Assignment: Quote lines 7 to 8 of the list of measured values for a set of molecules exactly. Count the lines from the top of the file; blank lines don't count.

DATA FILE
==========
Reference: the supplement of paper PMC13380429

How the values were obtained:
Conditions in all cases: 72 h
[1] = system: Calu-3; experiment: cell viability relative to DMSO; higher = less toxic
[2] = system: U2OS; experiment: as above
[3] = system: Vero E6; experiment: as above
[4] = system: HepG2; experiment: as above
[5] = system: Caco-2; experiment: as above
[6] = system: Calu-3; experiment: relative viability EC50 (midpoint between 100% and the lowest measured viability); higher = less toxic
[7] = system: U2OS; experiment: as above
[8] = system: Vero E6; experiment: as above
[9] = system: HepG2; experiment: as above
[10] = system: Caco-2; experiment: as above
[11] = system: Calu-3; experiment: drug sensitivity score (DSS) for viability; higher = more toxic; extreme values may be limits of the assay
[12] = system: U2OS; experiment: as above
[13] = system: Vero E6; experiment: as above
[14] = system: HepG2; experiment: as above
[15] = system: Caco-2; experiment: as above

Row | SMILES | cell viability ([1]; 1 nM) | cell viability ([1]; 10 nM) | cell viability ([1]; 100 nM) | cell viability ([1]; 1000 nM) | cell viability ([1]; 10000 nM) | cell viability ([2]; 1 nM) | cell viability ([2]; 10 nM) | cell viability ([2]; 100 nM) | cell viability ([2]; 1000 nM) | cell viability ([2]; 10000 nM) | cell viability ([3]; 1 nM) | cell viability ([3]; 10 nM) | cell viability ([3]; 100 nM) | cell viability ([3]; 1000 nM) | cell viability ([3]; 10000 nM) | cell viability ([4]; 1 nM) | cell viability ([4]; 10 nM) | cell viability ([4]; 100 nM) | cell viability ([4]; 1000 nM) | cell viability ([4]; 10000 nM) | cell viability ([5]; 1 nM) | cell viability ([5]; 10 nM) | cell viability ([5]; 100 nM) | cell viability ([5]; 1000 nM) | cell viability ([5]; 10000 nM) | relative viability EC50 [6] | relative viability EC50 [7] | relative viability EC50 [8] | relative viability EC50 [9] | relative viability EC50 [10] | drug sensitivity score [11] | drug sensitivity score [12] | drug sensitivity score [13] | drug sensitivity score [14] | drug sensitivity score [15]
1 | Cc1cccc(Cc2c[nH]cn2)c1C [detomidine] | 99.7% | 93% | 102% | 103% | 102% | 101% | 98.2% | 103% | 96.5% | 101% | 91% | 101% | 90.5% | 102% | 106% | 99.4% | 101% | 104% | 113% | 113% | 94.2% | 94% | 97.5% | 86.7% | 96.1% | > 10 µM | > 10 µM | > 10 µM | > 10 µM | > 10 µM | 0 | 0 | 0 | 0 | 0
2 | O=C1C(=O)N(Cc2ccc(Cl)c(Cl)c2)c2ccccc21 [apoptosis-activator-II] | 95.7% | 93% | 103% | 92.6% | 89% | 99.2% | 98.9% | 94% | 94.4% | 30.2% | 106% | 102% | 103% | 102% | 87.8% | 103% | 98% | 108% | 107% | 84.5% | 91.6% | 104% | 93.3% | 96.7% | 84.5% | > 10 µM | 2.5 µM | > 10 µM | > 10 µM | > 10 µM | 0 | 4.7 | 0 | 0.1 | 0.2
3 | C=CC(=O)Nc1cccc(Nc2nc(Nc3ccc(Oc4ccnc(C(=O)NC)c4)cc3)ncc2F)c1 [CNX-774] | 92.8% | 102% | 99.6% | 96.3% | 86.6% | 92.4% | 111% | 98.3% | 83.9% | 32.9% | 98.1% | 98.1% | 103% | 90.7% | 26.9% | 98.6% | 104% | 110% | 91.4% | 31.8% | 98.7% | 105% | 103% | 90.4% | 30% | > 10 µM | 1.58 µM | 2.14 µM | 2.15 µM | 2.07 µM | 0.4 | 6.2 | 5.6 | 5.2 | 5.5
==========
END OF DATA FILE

[4] = system: HepG2; experiment: as above
[5] = system: Caco-2; experiment: as above